Ibm Decades of Transformation

914 Words May 30th, 2012 4 Pages
1) What factors led to IBM’s success during the 1960’s and 1970s and its problems during the late 1980 and early1990s?
IBM’s success in the 1960’s and 1970’s was driven by the vision of CEO Thomas Watson Jr. as evidenced by IBM’s $5 billion development investment into the System/360, “the biggest privately financed commercial project ever”. The System/360, “transformed the industry”, along with IT innovations such as development of the FORTRAN, the hard disk, the floppy disk, IBM supermarket checkout station, and an early version of the automatic teller machine”. Mr. Watson’s vision and or innovation required acquiring talent by making IBM, “the best place to work”. The late 80’s and 90’s became riddled with problems as a result of a
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This turnaround came with resistance from managers that, “found the move to “One IBM” especially difficult”. To meet this challenge, Gerstner “traveled to different sites to explain the principles and how to put them into action” and also wrote “Dear Colleague” notes directly to employees. Eventually, if managers did not buy into the program they were let go.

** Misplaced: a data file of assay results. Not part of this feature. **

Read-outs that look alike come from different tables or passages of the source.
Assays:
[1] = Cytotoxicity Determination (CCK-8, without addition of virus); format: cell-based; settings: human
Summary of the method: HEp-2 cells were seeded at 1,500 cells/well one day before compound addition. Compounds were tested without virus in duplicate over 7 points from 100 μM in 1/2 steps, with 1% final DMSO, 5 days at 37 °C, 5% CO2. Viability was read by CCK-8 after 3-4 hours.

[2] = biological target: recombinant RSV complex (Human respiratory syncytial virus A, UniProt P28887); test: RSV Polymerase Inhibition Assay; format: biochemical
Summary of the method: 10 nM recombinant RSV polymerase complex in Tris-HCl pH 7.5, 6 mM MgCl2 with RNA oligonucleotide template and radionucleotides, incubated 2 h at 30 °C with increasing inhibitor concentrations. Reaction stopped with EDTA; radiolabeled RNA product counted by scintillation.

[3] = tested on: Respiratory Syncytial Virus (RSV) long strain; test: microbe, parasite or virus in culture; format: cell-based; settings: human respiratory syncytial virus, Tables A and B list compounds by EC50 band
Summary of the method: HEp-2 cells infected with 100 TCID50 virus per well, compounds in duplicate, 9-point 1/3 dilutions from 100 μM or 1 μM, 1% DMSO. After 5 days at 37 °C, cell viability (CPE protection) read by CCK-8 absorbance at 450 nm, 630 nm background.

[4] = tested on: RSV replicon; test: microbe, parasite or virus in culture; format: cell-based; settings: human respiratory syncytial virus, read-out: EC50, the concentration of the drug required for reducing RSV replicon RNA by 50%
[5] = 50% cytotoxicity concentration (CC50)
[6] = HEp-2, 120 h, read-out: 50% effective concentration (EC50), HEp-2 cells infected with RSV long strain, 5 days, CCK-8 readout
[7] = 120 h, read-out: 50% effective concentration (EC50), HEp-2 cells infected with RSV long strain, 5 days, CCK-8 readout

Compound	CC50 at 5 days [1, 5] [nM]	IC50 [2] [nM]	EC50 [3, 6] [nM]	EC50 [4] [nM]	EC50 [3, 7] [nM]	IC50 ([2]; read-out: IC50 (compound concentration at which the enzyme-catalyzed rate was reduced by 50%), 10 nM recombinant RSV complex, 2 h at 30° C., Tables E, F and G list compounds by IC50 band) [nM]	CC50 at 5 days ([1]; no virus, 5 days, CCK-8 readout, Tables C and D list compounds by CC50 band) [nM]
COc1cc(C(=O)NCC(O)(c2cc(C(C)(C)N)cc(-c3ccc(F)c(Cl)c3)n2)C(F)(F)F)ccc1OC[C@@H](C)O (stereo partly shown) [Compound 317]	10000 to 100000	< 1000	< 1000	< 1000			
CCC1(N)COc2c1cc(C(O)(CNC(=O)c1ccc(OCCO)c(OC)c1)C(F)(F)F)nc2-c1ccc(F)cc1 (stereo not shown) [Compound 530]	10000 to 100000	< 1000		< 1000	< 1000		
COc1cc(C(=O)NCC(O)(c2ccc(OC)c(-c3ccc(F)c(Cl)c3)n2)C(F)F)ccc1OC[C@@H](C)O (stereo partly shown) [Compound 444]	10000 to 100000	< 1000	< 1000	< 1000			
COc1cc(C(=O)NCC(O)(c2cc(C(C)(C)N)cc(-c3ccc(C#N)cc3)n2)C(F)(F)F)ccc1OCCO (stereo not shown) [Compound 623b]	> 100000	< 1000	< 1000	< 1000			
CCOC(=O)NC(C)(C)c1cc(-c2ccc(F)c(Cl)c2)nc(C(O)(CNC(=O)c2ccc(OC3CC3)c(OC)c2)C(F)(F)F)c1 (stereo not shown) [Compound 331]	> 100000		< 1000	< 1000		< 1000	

3) Why did large established company, like IBM, find it so difficult to build successful and sustainable new businesses?
The reasons for difficulty in building successful and sustainable new businesses for a company such as IBM are multifaceted. First, revenue may be tied up in high fixed costs with large investments. Second, departments working separately, in some cases with overlapping functions, causes attention to be focused on individual departments not the company as a whole. Finally, the company is focused on the current products, customers and operations.
4) Evaluate IBM’s approach to leading mature, high growth, and emerging business opportunities. What are the organization design and leadership models required managing each type of business? How should a company like IBM manage the innovation process?
Realizing a deficiency in developing new businesses, IBM created a new approach to business development by categorizing IBM’s business’ as H1 (mature), H2 (rapidly growing) and H3 (emerging). H1 required people with industry